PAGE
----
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Hangul 논개
Hanja 論介
Revised Romanization Non-gae
McCune–Reischauer Non'gae

Nongae (? ~ 1593) [1][2][3] was a gisaeng of Jinju in the late 16th century, born in Jangsu, Jeolla province.[4] She has been taught and celebrated as one of the examples of personal contributions made by Korean women.[5]


Chokseoknu pavilion and Nam River

Born to Ju Dal-moon, who seems to have been a learned scholar, and Mrs. Park,[6] Nongae was a late-born child to the couple, whose son died young at age fifteen. When she was just 4, her father died, and her extended family plotted to take her, wanting to make her the wife of a male heir. Her mother soon found out and stole her away but was caught and jailed. Her trial was overseen by province official Choi Kyong Hwe, who ruled on behalf of her innocence, but Nongae, seeing that she had no place to go and no family to trust, at the age of 17 became his concubine and lived in his house.[4][5]

In 1592, Japanese forces invaded the Korean peninsula in the Imjin war, during which Official Choi, Nongae's husband, was assassinated. Afterwards, the Japanese eventually succeeded in their invasion of Suyeong Fortress (now near Jinju area). To celebrate the victory, soldiers forced all the kisaeng, female entertainers, to serve them at the Chokseongnu Pavilion on a cliff that overlooked the Nam River.[7] Nongae was called to entertain the victorious Japanese generals alongside the other kisaeng. She led the general Keyamura Rokusuke (毛谷村六助) to the cliffside, where she embraced him, clasped her fingers with rings that locked her around him, and cast herself along with the general into the river, killing them both.[8] It is said that she sacrificed herself not only in revenge for her husband's murder but also out of love for her country.[9] The rock from which she leapt has come to be known as Uiam (의암, 義巖), "the Rock of Righteousness."[10]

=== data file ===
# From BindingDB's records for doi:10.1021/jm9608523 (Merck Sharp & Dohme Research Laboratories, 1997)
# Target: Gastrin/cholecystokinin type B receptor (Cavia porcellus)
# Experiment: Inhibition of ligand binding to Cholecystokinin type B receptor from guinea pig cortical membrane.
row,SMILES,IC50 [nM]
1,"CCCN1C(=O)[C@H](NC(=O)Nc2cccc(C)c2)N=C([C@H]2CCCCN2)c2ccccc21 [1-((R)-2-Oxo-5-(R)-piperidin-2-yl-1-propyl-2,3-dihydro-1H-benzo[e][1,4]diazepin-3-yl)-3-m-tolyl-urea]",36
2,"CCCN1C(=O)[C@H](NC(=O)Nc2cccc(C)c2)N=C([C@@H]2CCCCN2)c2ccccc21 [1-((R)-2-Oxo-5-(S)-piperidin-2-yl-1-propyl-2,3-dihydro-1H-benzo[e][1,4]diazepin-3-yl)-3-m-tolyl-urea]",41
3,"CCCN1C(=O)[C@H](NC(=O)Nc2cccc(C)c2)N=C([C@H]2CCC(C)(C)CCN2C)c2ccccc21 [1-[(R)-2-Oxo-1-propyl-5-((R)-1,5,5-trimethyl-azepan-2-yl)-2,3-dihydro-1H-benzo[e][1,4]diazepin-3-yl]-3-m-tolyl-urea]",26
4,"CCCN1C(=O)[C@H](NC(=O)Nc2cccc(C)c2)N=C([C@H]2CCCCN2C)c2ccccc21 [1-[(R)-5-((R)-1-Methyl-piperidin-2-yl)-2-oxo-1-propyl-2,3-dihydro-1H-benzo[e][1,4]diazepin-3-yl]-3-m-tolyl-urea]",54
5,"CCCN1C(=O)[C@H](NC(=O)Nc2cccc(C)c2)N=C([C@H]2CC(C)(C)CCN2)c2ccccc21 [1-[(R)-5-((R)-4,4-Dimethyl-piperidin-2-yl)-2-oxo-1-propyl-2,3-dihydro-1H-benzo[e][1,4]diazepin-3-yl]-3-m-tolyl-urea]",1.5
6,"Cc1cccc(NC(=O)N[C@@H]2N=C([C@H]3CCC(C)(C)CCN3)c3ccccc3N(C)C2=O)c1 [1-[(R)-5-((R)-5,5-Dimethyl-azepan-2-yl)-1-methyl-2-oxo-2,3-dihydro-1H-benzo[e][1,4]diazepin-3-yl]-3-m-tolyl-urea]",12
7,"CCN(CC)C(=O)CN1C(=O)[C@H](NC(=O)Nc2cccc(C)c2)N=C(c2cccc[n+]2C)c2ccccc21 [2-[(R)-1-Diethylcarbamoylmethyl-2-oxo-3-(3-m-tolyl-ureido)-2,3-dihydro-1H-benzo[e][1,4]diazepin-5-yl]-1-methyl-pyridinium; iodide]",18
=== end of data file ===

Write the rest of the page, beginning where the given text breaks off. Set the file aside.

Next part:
Memorials for Nongae seem to have started in the late 19th century, evidence for which is found in the record Gyobang Gayo written by a local official, Jeong Hyun Seok. It is said the festival called Uiam Byeolje took place every June to pay respects to her spirit.[11] Currently, there is a shrine to the memory of Nongae near Chokseongnu, in central Jinju.[12] Around the fortress, the Nongae festival has been celebrated since 2002 every May to honor and preserve the memory of her patriotic spirit.[10]

The portrait of Nongae painted by Kim Eun-ho had been kept in Jinju fortress, whereas his drawing was forcibly removed by a local civil group that argued Painter Kim was one of the renowned pro-Japanese artists during the Colonial Period.[13] Following on the regional government's support, a newly executed painting was adopted in 2008.[14]

See also[edit]


  1. ^ Birth year of her is doubtful: some references indicate it would be around 1574.
  2. ^ Kim, Jinwoo (2014). 한국인 성씨의 역사. 춘추필법. pp. 1622 [1]. 
  3. ^ Korean culture content
  4. ^ a b Nongae Shrine
  5. ^ a b Elaine H., Kim; Chungmoo Choi (1998). Dangerous Women: Gender and Korean Nationalism. Psychology Press, 1998. p. 172. ISBN 0415915066. 
  6. ^ Hyejae, Jang; Lee, Seonyoung (2014). 기녀의 순정 논개("Nongae, the heart of kisaeng"). ebookshub. pp. 115 [2]. ISBN 9791155191378. 
  7. ^ Yongyi, Pae (2008). Women in Korean History (한국 역사 속의 여성들). Ewha Womans University Press, 2009. pp. 115 [3]. ISBN 897300784X. 
  8. ^ Hongsuk, Oh (2005). Traditional Korean Villages 25권/The spirit of Korean cultural roots Traditional Korean Villages. Ewha Womans University Press, 2009. pp. 123 [4]. ISBN 897300784X. 
  9. ^ Mount Jirisan area reveals rich heritage and culture Korea Herald, 2014-05-23
  10. ^ a b Jinju Nongae festival
  11. ^ 진주 논개제와 함께하는 진주 봄 축제(Jinju Nongae festival together with Spring festival) Newsis, 2013-05-18
  12. ^ The old name of Jinju fortress is Chokseok, and Chokseongnu is a pavilion located inside the fortress.
  13. ^ "친일파가 그렸다" 논개영정 뜯어내 Chosun Ilbo, 2005-05-11
  14. ^ '논개 표준영정' 만들어졌다 Gyeongsang Provincial newspaper, 2008-02-10